Cognitive Science 23 (4):463-490 (1999)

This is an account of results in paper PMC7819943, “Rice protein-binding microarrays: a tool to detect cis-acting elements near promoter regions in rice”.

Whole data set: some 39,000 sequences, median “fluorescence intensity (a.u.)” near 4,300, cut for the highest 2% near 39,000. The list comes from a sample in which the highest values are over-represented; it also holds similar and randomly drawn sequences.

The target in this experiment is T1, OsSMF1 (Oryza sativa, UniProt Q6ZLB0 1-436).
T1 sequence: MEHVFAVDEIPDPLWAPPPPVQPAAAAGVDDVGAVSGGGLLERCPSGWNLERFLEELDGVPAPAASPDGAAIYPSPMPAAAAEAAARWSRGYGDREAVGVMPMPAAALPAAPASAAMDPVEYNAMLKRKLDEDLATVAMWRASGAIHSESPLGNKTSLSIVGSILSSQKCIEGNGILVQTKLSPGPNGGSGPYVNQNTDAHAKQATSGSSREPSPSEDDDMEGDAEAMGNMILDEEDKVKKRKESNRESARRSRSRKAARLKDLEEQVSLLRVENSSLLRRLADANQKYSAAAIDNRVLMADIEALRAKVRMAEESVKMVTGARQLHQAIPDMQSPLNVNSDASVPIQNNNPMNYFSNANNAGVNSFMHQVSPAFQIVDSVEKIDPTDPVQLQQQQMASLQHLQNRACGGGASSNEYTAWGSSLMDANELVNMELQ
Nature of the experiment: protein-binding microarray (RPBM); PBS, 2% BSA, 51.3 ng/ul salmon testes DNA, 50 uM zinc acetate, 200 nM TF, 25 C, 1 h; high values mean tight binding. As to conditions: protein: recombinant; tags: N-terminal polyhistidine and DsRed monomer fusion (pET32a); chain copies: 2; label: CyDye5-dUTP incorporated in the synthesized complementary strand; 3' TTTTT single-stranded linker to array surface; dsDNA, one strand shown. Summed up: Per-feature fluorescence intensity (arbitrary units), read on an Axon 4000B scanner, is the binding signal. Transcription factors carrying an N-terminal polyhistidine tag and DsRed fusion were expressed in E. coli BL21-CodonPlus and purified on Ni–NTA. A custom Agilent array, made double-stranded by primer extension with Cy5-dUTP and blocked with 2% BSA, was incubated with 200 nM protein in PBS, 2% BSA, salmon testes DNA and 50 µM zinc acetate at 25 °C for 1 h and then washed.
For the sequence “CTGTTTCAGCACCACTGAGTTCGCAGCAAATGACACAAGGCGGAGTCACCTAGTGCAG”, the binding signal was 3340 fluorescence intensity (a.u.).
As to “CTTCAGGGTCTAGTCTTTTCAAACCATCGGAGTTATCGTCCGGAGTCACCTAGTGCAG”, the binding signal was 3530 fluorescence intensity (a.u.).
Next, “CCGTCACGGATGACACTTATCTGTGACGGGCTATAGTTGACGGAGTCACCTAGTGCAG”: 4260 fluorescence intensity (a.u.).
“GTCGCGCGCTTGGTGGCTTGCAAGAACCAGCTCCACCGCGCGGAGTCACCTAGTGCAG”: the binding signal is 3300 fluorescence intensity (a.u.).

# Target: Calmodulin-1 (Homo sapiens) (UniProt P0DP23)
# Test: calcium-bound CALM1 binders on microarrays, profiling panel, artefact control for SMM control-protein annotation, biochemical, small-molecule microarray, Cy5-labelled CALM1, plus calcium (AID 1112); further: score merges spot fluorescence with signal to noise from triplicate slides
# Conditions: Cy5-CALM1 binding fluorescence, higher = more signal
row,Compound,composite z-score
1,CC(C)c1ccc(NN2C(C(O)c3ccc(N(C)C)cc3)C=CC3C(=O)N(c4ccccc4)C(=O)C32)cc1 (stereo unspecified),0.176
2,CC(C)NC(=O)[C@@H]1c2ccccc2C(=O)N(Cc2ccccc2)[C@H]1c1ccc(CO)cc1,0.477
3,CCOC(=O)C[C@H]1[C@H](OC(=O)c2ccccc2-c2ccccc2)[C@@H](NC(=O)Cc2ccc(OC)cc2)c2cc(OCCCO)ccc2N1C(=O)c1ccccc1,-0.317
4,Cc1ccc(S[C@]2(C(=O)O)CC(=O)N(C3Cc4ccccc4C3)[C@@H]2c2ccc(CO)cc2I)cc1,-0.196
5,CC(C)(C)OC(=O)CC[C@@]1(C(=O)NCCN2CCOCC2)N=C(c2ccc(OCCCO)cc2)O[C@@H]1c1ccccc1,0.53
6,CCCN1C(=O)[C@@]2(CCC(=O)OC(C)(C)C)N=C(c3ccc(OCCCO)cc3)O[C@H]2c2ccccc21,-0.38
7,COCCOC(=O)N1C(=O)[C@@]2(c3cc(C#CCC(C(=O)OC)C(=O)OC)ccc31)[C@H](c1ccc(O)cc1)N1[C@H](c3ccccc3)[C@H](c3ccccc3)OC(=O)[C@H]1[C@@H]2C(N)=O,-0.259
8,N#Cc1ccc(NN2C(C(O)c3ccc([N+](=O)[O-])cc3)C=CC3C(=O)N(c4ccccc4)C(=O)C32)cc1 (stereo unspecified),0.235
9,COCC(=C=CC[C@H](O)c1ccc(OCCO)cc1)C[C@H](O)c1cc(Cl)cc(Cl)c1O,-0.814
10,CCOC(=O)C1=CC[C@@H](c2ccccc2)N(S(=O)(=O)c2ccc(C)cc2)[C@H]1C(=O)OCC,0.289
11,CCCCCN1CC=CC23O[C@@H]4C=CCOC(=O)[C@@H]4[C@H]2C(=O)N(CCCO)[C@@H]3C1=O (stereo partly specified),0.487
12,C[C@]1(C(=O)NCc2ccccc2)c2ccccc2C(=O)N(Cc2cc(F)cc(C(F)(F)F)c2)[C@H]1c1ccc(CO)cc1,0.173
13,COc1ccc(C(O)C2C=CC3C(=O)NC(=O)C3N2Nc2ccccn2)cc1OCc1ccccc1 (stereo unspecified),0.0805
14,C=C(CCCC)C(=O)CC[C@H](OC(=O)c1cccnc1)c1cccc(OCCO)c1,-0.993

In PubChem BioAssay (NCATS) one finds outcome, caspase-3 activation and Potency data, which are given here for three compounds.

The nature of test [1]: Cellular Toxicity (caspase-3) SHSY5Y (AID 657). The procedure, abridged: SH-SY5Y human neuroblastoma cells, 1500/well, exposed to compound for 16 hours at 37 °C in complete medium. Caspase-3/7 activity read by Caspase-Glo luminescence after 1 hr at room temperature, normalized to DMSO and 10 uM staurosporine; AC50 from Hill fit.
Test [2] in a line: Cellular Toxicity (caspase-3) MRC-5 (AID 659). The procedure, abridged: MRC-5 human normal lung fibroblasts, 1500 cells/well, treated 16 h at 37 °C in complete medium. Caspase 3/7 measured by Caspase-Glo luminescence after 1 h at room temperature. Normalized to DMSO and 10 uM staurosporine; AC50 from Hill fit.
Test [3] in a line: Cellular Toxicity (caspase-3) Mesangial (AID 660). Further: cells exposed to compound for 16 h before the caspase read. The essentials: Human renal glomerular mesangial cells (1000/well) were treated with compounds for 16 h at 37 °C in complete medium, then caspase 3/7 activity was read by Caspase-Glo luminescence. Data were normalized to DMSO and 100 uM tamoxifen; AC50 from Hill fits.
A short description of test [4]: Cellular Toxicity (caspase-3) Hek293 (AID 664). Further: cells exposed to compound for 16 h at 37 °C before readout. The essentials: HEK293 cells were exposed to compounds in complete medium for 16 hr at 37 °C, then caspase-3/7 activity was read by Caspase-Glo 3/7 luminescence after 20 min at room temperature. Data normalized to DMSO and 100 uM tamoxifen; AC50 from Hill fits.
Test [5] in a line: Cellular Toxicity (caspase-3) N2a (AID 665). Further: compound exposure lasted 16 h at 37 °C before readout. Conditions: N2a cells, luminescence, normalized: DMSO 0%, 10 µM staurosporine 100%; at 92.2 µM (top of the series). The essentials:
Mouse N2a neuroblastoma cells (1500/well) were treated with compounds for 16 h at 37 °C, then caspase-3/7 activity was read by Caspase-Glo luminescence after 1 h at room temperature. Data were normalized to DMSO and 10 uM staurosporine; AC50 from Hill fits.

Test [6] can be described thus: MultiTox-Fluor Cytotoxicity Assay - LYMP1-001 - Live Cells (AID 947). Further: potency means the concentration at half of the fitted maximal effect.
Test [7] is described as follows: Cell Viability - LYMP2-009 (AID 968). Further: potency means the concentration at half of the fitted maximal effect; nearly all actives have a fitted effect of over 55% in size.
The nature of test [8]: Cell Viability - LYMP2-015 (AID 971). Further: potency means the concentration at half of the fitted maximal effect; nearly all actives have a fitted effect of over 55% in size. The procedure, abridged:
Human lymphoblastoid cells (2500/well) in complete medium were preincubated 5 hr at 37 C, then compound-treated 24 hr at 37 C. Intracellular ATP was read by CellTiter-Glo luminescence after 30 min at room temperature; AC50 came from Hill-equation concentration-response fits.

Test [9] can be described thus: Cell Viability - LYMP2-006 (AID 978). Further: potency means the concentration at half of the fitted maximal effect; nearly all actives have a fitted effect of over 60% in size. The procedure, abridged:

AbstractThe acquisition of English noun and verb morphology is modeled using a single-system connectionist network. The network is trained to produce the plurals and past tense forms of a large corpus of monosyllabic English nouns and verbs. The developmental trajectory of network performance is analyzed in detail and is shown to mimic a number of important features of the acquisition of English noun and verb morphology in young children. These include an initial error-free period of performance on both nouns and verbs followed by a period of intermittent over-regularization of irregular nouns and verbs. Errors in the model show evidence of phonological conditioning and frequency effects. Furthermore, the network demonstrates a strong tendency to regularize denominal verbs and deverbal nouns and masters the principles of voicing assimilation. Despite their incorporation into a single-system network, nouns and verbs exhibit some important differences in their profiles of acquisition. Most importantly, noun inflections are acquired earlier than verb inflections. The simulations generate several empirical predictions that can be used to evaluate further the suitability of this type of cognitive architecture in the domain of inflectional morphology
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